Child welfare workers are routinely exposed to multiple traumatic events when working with children and families, and are at an increased risk of experiencing burnout and secondary trauma. Self-care is often recommended as a restorative or protective activity against the negative effects of working with traumatized individuals, although few studies have examined the benefit of self-care empirically.

SelfGrowth.com SelfGrowth.com

Vicarious Trauma- The Impact of Controlled Empathy
Recently, researchers have begun to reach beyond burnout and explore the impact of Vicarious Trauma on professionals in the field of human service. What is Vicarious Trauma?

Social Justice Solutions Social Justice Solutions

Staff Who Work Directly With Youth Need to Feel Appreciated to Avoid Burnout June 12, 2017
Working with today’s generation of youth involved in the criminal justice system does not provide instant gratification for direct service workers. Today’s generation do not get up to volunteer a seat for the elderly. Today’s generation will curse out their parents, teachers and strangers just because they feel like doing so...

Social Work Today Social Work Today

Social Worker Self-Care —  The Overlooked Core Competency By Kate Jackson Vol. 14 No. 3 P. 14 May/June 2014 Issue
Sometimes the last person social workers nurture is themselves. This neglect undermines healthy social work practice but can be corrected if clinicians not only pay attention to client care but also to self-care…

Suicide Prevention Resource Centre – Grande Prairie Suicide Prevention Resource Centre – Grande Prairie

Workshop Strategies For Living – Suicide prevention workshop for caregivers of youth Strategies for Living is an interactive workshop for people working with young people 12 to 17 years of age. This one-day workshop discusses biological risk factors and vulnerabilities to understand suicidal thoughts and behaviour in the adolescent population. Through videos, case studies and role-plays based on a range of youth issues, participants will practice their skills in intervening with youth at risk for suicide. This workshop includes practical approaches for increasing resiliency, tools for survival and coping skills for managing their circumstances. Online and community resources and programs will be presented.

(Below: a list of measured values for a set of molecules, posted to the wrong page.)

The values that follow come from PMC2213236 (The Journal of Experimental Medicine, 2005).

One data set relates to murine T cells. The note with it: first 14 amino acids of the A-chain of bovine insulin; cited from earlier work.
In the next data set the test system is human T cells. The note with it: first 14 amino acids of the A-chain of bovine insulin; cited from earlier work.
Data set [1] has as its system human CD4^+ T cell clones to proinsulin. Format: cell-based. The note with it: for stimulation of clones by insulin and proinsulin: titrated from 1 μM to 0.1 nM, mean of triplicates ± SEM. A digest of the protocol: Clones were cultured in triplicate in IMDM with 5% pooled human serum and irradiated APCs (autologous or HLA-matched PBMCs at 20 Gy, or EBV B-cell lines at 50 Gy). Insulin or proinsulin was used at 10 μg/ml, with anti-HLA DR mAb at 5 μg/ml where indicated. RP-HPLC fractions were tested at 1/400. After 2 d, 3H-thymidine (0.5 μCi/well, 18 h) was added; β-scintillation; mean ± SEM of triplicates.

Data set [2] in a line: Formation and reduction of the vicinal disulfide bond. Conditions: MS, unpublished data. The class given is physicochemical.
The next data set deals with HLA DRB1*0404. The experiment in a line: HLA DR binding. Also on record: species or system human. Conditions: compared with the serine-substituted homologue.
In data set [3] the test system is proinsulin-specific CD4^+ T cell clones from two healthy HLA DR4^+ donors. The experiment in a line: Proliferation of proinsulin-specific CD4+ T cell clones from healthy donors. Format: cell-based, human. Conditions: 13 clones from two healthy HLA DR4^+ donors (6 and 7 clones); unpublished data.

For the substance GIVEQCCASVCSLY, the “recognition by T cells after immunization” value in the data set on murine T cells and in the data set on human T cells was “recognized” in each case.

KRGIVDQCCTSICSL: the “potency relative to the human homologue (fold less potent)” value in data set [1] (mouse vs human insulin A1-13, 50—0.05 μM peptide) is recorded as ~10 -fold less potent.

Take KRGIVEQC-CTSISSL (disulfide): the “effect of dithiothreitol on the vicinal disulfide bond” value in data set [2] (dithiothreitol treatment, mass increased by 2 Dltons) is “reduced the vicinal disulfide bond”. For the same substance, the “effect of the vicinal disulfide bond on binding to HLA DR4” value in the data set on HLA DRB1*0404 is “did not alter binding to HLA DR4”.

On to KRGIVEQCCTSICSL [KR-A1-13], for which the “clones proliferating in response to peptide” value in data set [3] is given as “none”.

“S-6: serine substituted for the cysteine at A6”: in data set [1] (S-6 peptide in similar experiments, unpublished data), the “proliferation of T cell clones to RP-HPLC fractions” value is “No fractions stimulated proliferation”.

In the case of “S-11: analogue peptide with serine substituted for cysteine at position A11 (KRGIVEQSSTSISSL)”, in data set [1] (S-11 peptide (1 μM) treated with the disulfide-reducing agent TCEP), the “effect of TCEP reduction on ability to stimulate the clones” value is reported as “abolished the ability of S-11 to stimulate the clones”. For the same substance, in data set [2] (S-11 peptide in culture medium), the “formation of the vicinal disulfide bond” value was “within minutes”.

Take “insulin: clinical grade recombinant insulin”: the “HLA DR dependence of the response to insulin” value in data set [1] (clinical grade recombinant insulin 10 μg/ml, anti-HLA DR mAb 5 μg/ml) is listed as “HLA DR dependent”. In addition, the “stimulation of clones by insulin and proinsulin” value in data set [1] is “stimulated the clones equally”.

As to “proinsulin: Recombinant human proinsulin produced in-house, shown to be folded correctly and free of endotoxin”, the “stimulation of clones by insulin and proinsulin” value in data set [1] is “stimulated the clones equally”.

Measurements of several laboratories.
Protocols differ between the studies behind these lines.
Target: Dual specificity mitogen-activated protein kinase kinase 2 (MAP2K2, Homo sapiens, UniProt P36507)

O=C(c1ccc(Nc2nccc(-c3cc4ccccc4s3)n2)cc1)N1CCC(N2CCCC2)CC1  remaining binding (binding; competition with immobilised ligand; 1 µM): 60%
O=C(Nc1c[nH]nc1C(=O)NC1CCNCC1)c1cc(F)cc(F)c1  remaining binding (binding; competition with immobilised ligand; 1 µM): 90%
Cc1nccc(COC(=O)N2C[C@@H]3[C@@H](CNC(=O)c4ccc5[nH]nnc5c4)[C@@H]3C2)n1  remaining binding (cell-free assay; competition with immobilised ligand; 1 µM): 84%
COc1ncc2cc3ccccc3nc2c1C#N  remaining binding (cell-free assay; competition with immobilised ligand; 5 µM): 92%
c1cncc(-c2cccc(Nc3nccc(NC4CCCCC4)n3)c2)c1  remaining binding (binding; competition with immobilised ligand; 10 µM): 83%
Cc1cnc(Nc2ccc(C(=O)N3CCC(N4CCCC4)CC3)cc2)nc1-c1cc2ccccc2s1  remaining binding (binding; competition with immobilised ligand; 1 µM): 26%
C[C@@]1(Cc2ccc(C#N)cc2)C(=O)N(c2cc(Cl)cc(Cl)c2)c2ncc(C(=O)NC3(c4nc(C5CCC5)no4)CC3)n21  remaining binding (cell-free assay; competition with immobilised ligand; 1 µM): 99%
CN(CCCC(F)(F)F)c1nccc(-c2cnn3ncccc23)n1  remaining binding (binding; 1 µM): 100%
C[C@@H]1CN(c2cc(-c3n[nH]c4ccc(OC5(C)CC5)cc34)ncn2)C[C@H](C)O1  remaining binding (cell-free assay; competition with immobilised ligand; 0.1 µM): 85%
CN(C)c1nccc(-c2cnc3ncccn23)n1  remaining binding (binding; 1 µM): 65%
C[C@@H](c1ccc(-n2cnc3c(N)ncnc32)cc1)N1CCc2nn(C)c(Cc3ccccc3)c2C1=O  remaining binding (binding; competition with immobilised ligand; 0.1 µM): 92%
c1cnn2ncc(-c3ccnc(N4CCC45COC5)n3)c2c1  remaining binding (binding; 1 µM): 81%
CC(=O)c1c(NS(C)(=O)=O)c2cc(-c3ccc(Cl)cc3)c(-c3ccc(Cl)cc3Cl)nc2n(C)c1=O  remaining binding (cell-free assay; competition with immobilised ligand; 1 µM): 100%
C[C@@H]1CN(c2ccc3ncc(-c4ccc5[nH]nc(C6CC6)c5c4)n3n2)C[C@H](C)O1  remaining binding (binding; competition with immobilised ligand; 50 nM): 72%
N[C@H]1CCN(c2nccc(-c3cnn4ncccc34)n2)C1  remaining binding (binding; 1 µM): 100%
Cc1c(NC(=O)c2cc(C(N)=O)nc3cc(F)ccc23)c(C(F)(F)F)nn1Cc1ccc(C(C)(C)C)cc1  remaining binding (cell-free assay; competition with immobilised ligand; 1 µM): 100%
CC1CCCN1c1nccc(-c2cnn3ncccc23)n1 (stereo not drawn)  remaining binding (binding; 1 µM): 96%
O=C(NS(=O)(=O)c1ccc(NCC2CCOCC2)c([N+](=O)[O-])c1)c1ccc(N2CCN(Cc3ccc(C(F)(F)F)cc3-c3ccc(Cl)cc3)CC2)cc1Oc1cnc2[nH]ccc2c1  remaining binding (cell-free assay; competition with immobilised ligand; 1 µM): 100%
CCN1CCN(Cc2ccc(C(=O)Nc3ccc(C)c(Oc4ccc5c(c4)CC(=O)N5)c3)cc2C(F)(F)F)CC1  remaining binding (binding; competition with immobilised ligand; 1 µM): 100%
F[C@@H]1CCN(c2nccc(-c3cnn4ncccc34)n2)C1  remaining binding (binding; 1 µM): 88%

TEND TEND

Defining Vicarious Trauma and Secondary Traumatic Stress What is Vicarious Trauma? What is Secondary Traumatic Stress? Vicarious trauma (VT) and Secondary Traumatic Stress (STS) are frequently used interchangeably to refer to the indirect trauma that can occur when we are exposed to difficult or disturbing images and stories second-hand…

Extra Information on Signs and Symptoms of Compassion Fatigue and Vicarious Trauma Learning to recognise one’s own symptoms of compassion fatigue (CF) and vicarious/secondary trauma (VT/STS) has a two-fold purpose:First, it can serve as an important check-in process for someone who has been feeling unhappy and dissatisfied, but did not have the words to explain what was happening to them, and secondly, it can allow us to develop a warning system for ourselves.Developing a warning system allows you to track your levels of emotional and physical depletion. It also offers you tools and strategies that you can implement right away.

The Chronicle Herald The Chronicle Herald

HOWATT: Can we predict psychological health risks in the workplace?
Resiliency levels may provide insight into dealing with bullying, harassment
In some provinces (e.g., Alberta and Ontario) both occupational health and safety and workers’ compensation boards have made it clear that how employers allow their employees to be treated with respect to bullying and harassment matters. Employers in those provinces are expected to create a psychologically safe workplace, and they can be held responsible for any employee who receives a mental injury in the workplace...

The Globe and Mail The Globe and Mail